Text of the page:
University of Alaska

the university OF Alaska system has three main campuses (University of Alaska Fairbanks (UAF), University of Alaska Anchorage, and University of Southeast) and 15 satellite campuses. However, beyond individual researchers at various campuses, all four global warming or climate change research centers, institutes, and groups are found at the UAF campus. The four centers are the Alaska Climate Research Center (ACRC), the International Arctic Research Center (IARC), Center for Global Change and Arctic System Research, and the Alaska Center for Climate Assessment and Policy (ACCAP).

Under the direction of the Geophysical Institute, the ACRC conducts secondary data gathering, storage, and report analysis. The ACRC is funded by the State of Alaska under Title 14, Chapter 40, Section 085. The IARC is a joint venture between Japan and the United States. It is an international focused research center that includes 20 research groups and over 60 international scientists. The IARC mission is to determine whether climate change is manmade or natural, what the data points are needed to make this determination, and what the possible effects of climate change are.

In 2007, a national and international controversy sprang out of the IARC when Director Syun-Ichi Akasofu claimed the 2005 peer-review Internatioal Panel on Climate Change (IPCC) report was methodologically flawed. Dr. Akasofu claimed the IPCC did not have an anthropogenic (natural) greenhouse gases control to account for their assertion of a 0.6 degrees man-made climate change over the past 100 years. Professor Akasofu also claimed that CO2 and other greenhouse gases are not responsible for climate change the researchers would have included anthropogenic greenhouse gases. In a public response to criticism from the academic community, Akasofu noted that, "Since I am not a climatologist, all the data presented in my note are found in papers and books published in the past; that is why I do not want to publish my note as a paper in a professional journal." Although not a climatologist, Akasofu learned speculation on climatology has widely circulated among antiglobal warming groups.

The Center for Global Change and Arctic System Research was founded in 1990 with the goal of fostering interdisciplinary Arctic and sub-Arctic research in Arctic biology, atmospheric chemistry, climatology, engineering, geophysics, hydrology, natural resources management, social sciences, and marine sciences to better understand global change in the Arctic. There are two subgroups and a 1,042-page Arctic research study by the Center for Global Change and Arctic System Research affiliates. One subgroup is the Globe Learning and Observations to Benefit the Environment (GLOBE), founded in 1997. GLOBE is an international group that develops hands-on environmental science curriculum for K-12 students, teachers, and scientists. Another subgroup, founded in 1994, is the University of Alaska-National Oceanic and Atmospheric Administration (UA-NOAA) Cooperative Institute for Arctic Research (CIFAR). CIFAR is one of 13 national university-based NOAA institutes.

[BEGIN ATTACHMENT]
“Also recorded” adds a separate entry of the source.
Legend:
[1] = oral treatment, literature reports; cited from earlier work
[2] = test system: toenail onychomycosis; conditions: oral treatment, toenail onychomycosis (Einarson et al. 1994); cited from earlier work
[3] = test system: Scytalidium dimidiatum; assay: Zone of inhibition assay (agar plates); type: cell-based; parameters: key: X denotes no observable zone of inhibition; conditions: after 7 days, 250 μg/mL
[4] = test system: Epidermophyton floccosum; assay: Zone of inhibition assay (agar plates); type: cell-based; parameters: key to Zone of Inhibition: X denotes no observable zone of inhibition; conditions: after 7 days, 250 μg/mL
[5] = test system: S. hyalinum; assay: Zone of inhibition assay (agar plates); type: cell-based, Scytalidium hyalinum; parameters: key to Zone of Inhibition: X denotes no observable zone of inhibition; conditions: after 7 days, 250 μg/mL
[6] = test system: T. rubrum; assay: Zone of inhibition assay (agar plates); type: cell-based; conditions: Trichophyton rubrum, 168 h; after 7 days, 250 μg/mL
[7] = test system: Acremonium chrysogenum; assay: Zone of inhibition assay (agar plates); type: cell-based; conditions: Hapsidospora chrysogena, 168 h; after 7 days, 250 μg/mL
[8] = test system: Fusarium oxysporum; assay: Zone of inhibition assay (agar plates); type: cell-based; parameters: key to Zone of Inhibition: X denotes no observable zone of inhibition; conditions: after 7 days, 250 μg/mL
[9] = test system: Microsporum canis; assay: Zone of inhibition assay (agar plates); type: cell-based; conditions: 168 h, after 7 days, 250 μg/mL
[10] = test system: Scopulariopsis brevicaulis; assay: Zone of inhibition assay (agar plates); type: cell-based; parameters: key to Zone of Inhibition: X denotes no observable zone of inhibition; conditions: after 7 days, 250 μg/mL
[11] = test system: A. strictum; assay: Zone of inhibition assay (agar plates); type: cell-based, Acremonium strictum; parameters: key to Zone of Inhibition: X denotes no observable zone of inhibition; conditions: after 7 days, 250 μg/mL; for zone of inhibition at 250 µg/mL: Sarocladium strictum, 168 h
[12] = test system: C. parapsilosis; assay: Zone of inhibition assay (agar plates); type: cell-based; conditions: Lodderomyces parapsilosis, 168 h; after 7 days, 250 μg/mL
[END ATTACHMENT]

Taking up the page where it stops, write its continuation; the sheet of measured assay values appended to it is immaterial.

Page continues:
It focuses on atmospheric and climate research/ modeling. The UA-NOAA studies focus on arctic haze, marine science, fisheries, and sea ice research. The last subgroup is a research study called the Arctic Climate Impact Assessment (ACIA). The ACIA report was prepared for the Fourth Arctic Council Meeting in Reykjavik, Iceland, in November 2004. Some of the findings from the report note that over the past 50 years, the mean surface air temperature has increased 3.6-5.4 degrees F (2-3 degrees C) and late summer ice decreased by 15-20 percent over the past 30 years; in addition, between 1961 and 1998, North American glaciers lost 108 cu. mi. of ice.

The ACCAP was founded in 2006. The ACCAP mission is to determine the biophysical and socioeconomic effect of climate change within Alaska and to improve regional, local, and Alaskan ability to create policies that address the changing climate. The ACCAP works in affiliation with NOAA-Regional Integrated Sciences and Assessments, Institute of

Northern Engineering, International Arctic Research Center, the Institute for Socioeconomic Research at the University of Alaska Anchorage, and the Alaska Climate Research Center.

sEE ALsO: Alaska; Climate Change, Effects; Education.

BIBLIOGRAPHY. S. Akasofu, www.iarc.uaf.edu/highlights /2007/akasofu_3_07/index.php (cited April 24, 2007); Alaska Center for Climate Assessment and Policy, www. uaf.edu/accap/; Alaska Climate Research Center, www. climate.gi.alaska.edu/index.html; Arctic Climate Impact Assessment, "Impacts of a Warming Arctic, Arctic Climate Impact Assessment," 2004; Arctic Monitoring and Assessment Programme, 1998; "Arctic Pollution Issues: A State of the Arctic Environmental Report," www.amap.no/ (under scientific papers); Center for Global Change and Arctic System Research, www.cgc.uaf.edu/; Intergovernmental Panel on Climate Change, www.ipcc.ch; International Arctic Research Center, www.iarc.uaf.edu/; World View of Global Warming, www.worldviewofglobalwarming.org/ index.html.

Andrew Hund University of Alaska, Anchorage

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